This question is often asked from the licence perspective, but my issue is more about the practical aspects.

I have some code I would like to open source, but there is in the repository some "internal" code (gitlab CI yml configuration, Maven internal repo settings, SonarQube integration, etc.)

I would like to be able to maintain two versions of the repo, with some files pushed to my internal Gitlab instance, but not to the open-source repo.

I don't think this is possible, but it would work like having a different .gitignore file for the two remotes.

How is this typically done?

  • 2
    I have dealt with this in various forms over the years. I'll avoid another answer, but if requested, can provide more details. If it is only additional configurations, I can imaging Git Submodules may provide a solution here. If not, then a separate, local 'mirror' of the upstream which is periodically carefully merged into and pushed may work.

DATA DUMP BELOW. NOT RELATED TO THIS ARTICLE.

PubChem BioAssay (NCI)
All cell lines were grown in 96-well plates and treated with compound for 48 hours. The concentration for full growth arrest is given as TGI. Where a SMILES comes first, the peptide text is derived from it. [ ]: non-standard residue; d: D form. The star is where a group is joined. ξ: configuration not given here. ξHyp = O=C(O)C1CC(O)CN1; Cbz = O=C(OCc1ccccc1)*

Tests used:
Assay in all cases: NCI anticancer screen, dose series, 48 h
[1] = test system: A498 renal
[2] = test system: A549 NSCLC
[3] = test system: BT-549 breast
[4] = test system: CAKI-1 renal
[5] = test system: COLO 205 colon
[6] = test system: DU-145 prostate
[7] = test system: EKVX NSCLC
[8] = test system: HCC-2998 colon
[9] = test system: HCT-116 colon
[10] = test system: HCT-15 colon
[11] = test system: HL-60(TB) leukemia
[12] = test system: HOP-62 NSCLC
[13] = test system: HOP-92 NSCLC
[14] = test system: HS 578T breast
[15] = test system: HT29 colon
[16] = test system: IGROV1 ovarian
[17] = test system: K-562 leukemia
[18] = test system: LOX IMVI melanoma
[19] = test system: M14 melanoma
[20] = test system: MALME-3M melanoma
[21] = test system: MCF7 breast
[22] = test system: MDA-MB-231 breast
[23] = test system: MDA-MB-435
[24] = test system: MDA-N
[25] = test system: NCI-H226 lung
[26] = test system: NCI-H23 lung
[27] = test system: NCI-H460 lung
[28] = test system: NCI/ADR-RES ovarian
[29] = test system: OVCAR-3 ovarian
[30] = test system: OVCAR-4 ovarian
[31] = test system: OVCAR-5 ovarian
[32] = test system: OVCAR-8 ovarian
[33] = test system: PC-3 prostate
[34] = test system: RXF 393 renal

– GCon
    Feb 17, 2023 at 12:25
  • Thinking about this question, and the answers already present, makes me wonder if it is time to think differently about it. The problem is trivially solved with overlay filesystems, which you get built-in to container systems (like Docker). And we do a lot of work with containers as a target to run the software we're building in. Maybe it's time to also use containers as a host to run your build system and IDE in? As a matter of daily practice. (And to the extent it isn't suitable yet for that: fix it so it is.) (I know some people do this, but I'm talking about ubiquity.)
    – davidbak